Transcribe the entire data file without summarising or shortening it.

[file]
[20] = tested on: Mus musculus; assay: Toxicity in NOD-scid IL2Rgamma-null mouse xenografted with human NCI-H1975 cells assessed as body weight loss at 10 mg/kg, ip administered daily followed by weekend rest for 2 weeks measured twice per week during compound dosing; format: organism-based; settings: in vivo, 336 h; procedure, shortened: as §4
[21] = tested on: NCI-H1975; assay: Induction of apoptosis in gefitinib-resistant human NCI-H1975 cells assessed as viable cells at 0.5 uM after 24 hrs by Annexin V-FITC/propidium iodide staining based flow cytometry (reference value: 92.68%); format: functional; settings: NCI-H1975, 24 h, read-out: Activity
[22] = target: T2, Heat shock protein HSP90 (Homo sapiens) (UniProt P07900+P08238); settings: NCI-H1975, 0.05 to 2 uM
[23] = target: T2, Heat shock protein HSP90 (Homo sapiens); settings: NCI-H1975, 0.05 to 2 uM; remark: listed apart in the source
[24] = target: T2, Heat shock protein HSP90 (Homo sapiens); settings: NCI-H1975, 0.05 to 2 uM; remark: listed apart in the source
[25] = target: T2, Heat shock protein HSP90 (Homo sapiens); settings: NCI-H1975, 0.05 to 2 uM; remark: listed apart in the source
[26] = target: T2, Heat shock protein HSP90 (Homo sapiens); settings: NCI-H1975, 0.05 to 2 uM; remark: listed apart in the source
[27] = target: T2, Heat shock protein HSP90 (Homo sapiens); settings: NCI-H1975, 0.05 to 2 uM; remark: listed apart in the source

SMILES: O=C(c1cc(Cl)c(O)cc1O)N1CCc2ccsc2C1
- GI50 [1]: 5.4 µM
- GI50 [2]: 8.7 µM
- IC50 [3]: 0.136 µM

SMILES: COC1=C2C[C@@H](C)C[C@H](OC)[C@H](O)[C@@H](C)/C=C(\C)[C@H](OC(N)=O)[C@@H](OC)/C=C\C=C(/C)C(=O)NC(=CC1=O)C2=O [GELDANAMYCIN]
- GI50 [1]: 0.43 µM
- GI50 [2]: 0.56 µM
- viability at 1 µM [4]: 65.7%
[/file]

[20] = tested on: Mus musculus; assay: Toxicity in NOD-scid IL2Rgamma-null mouse xenografted with human NCI-H1975 cells assessed as body weight loss at 10 mg/kg, ip administered daily followed by weekend rest for 2 weeks measured twice per week during compound dosing; format: organism-based; settings: in vivo, 336 h; procedure, shortened: as §4
[21] = tested on: NCI-H1975; assay: Induction of apoptosis in gefitinib-resistant human NCI-H1975 cells assessed as viable cells at 0.5 uM after 24 hrs by Annexin V-FITC/propidium iodide staining based flow cytometry (reference value: 92.68%); format: functional; settings: NCI-H1975, 24 h, read-out: Activity
[22] = target: T2, Heat shock protein HSP90 (Homo sapiens) (UniProt P07900+P08238); settings: NCI-H1975, 0.05 to 2 uM
[23] = target: T2, Heat shock protein HSP90 (Homo sapiens); settings: NCI-H1975, 0.05 to 2 uM; remark: listed apart in the source
[24] = target: T2, Heat shock protein HSP90 (Homo sapiens); settings: NCI-H1975, 0.05 to 2 uM; remark: listed apart in the source
[25] = target: T2, Heat shock protein HSP90 (Homo sapiens); settings: NCI-H1975, 0.05 to 2 uM; remark: listed apart in the source
[26] = target: T2, Heat shock protein HSP90 (Homo sapiens); settings: NCI-H1975, 0.05 to 2 uM; remark: listed apart in the source
[27] = target: T2, Heat shock protein HSP90 (Homo sapiens); settings: NCI-H1975, 0.05 to 2 uM; remark: listed apart in the source

SMILES: O=C(c1cc(Cl)c(O)cc1O)N1CCc2ccsc2C1
- GI50 [1]: 5.4 µM
- GI50 [2]: 8.7 µM
- IC50 [3]: 0.136 µM

SMILES: COC1=C2C[C@@H](C)C[C@H](OC)[C@H](O)[C@@H](C)/C=C(\C)[C@H](OC(N)=O)[C@@H](OC)/C=C\C=C(/C)C(=O)NC(=CC1=O)C2=O [GELDANAMYCIN]
- GI50 [1]: 0.43 µM
- GI50 [2]: 0.56 µM
- viability at 1 µM [4]: 65.7%